by Brock Pate

William Evarts, In the matter of Benjamin W. Perkins against the Russian government. Image from book on

This project makes use of four main primary sources. The claims of Perkins against the Russian Government constitute the main source for the project.[1] The second source is Benjamin Perkins’ own published work on the claim.[2] The third major source is Anna Perkins’ petition for the claim.[3] Last but not least, the fourth source is a letter sent by the Secretary of State William Seward to Cassius Clay who was the Minister of the United States to Russia.[4] There are many other primary sources that could have been approached, such as letters and official court documents, but due to lack of time and limitations of research during the Covid-19 pandemic, those records remain unattainable.

            In the Matter of Benjamin W. Perkins Against the Russian Government is a foundation of this project. Written by Perkins’ lawyer, William Evarts, it details the chronological events of the two agreements that took place with Perkins, de Stoeckl, and Captain Otto Friedrich August Heinrich von Lilienfeld.[5] This book, which is just a lawsuit, allows the reader to gauge the suit for what it was and what it could have been. It tells a history as much as it tells how much money Perkins wanted and lost from Russia. The plethora of information about the underhanded dealings of the Russians in U. S. in and of itself is enough to complete a solid analytical research project.

            The claim also tells a little about Perkins, and his life. This source is obviously one-sided though as it was written to sway the minds of the reader to believe Perkins over what Stoeckl and company had pushed to the public. Additionally, this source is the easiest to find between the three, and by far the most widely discussed and analyzed of the three. Perkins really has not been given a fair shake by modern scholars but those that have researched him, lean heavily on his claims against the Russian government.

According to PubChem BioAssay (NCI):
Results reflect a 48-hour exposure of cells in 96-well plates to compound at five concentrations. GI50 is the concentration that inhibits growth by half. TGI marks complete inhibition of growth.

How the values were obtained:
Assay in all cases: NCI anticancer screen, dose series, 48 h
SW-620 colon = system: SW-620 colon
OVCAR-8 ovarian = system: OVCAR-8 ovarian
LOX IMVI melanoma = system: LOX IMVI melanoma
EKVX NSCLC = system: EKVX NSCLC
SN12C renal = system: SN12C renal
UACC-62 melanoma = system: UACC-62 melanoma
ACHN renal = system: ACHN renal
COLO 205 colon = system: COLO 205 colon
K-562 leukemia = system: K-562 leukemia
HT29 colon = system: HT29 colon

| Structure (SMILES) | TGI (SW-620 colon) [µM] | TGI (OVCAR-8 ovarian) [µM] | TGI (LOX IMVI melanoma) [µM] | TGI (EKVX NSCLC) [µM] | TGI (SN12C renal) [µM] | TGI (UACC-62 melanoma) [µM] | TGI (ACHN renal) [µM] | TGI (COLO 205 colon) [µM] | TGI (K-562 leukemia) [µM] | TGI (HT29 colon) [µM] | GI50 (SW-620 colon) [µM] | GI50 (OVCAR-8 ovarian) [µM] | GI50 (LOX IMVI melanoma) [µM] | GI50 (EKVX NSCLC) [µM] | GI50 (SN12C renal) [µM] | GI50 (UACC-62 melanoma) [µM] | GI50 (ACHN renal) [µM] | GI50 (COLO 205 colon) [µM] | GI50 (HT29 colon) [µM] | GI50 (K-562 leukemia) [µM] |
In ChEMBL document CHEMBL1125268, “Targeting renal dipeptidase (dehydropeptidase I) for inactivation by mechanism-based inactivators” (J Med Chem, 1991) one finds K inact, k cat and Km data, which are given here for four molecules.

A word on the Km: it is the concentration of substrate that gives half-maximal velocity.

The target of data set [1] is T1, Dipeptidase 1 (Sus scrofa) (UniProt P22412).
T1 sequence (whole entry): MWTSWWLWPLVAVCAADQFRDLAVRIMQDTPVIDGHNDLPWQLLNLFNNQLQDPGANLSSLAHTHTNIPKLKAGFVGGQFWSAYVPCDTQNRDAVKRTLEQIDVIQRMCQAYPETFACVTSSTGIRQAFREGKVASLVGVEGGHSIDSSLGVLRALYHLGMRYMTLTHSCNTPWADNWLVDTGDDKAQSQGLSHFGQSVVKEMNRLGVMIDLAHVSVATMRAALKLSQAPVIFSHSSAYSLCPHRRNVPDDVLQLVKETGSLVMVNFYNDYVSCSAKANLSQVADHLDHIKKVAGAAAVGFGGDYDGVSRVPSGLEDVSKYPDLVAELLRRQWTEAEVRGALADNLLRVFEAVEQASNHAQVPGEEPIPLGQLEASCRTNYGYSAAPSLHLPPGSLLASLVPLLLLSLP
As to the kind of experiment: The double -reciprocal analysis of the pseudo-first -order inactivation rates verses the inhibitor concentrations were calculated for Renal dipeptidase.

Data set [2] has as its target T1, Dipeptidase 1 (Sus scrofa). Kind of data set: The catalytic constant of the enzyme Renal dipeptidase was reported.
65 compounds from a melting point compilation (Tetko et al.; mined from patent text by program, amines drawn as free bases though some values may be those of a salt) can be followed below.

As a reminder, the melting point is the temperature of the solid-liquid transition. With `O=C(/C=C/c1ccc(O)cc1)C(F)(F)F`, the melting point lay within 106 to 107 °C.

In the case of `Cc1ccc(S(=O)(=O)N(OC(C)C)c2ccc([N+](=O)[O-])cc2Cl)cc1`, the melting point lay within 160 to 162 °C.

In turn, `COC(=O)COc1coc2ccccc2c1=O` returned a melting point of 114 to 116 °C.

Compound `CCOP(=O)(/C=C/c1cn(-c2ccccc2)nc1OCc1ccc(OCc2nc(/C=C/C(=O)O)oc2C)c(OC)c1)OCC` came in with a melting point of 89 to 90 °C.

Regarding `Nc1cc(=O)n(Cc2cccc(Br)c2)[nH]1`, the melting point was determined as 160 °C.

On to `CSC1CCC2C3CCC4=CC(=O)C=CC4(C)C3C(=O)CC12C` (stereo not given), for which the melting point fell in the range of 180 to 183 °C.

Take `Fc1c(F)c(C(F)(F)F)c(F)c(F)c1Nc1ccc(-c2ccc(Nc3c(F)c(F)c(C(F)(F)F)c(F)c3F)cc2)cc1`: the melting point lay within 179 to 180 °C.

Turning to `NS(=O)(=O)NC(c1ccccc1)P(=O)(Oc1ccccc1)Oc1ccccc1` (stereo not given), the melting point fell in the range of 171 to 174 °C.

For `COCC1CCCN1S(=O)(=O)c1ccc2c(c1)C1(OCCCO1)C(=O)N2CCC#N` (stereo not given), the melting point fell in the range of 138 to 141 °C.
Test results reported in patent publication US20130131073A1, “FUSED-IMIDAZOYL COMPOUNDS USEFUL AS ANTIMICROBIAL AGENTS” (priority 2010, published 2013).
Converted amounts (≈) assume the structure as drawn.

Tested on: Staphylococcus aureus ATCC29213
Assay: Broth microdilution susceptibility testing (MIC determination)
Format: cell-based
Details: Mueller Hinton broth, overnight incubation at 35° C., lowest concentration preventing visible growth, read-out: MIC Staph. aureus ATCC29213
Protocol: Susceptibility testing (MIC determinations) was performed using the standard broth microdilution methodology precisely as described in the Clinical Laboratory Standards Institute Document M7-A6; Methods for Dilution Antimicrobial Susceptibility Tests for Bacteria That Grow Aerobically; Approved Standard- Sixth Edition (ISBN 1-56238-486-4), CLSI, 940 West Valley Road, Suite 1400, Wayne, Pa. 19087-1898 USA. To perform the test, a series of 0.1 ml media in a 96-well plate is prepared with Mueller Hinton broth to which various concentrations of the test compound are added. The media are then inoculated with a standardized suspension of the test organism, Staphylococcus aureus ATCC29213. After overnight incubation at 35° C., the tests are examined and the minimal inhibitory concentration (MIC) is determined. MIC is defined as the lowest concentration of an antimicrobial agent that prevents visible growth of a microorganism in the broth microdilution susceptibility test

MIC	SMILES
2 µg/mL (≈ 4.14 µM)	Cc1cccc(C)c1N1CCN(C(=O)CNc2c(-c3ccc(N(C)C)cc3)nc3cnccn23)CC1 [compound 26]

Perkins’ Claim of Captain Benjamin W. Perkins Against the Government of Russia, in the Matter of Two Contracts Entered into in the Years 1855 and 1856 is the most detailed survey of the story. It consists of around one hundred and thirty-six pages counting the appendix, but each page contains an English inscription as well as a French translation. This is opposed to the shorter page counts of Anna’s petition as well as Evart’s suit that averaged far fewer pages. The increased page number provides a far deeper insight into the topic. This source includes a short recap in the form of a “declaration,” various “exhibits,” as well as the testimonies. This work by Perkins is the definitive story, at least from the Perkins’ side.

The third major primary source is Anna Perkins’ petition for the claims. Once her husband passed away, she took over the case against Russia. It is significantly longer than that of the original claim and consists of much more substance. It promoted the movement through the use of emotion as well as it does through information. Being published after the death of Benjamin Perkins, it included the previous failed efforts to recoup losses.

            Aside from Benjamin Perkins’ claims, this document is probably the third most important in finding out how these characters felt about the whole ordeal. The petition was a little more personal in some areas as opposed to the original claim. This document shows the evolution between when the case first started and how it had progressed. This source could probably stand well on its own for a project, but when used in tandem with the Perkins claim and any other primary documents, it works to create a good survey of the situation..

            The fourth and final primary source used for this project was a letter sent by Secretary of State William Seward to Minister of the United States to Russia Cassius Clay. This letter is especially important given the stature of the two men in American politics. Clay actively vied for Russian support during the trial. By far the most important part of the letter is when Seward writes that verbal law agreements hold the same weight as written agreements in the U. S.

            The National Archives in DC has a significant amount of records on file. However, due to the current pandemic those records were inaccessible.

[1] William Maxwell Evarts, In the Matter of Benjamin W. Perkins Against the Russian Government (Washington, DC, 1860).

[2] Benjamin W. Perkins, Claim of Captain Benjamin W. Perkins Against the Government of Russia, in the Matter of Two Contracts Entered into the Years 1855 and 1856 (G.S. Gideon, printer, 1858)

[3] Anna B. Perkins, The Claim of Anna B. Perkins Against the Russian Governmnet (Intelligencer Printing House, 1867).

[4] William H. Seward (Washington, DC, n.d.).

[5] Otto Friedrich August Heinrich von Lilienfeld (1827-1891), Baltic-Russian staff officer and weapons manufacturer.

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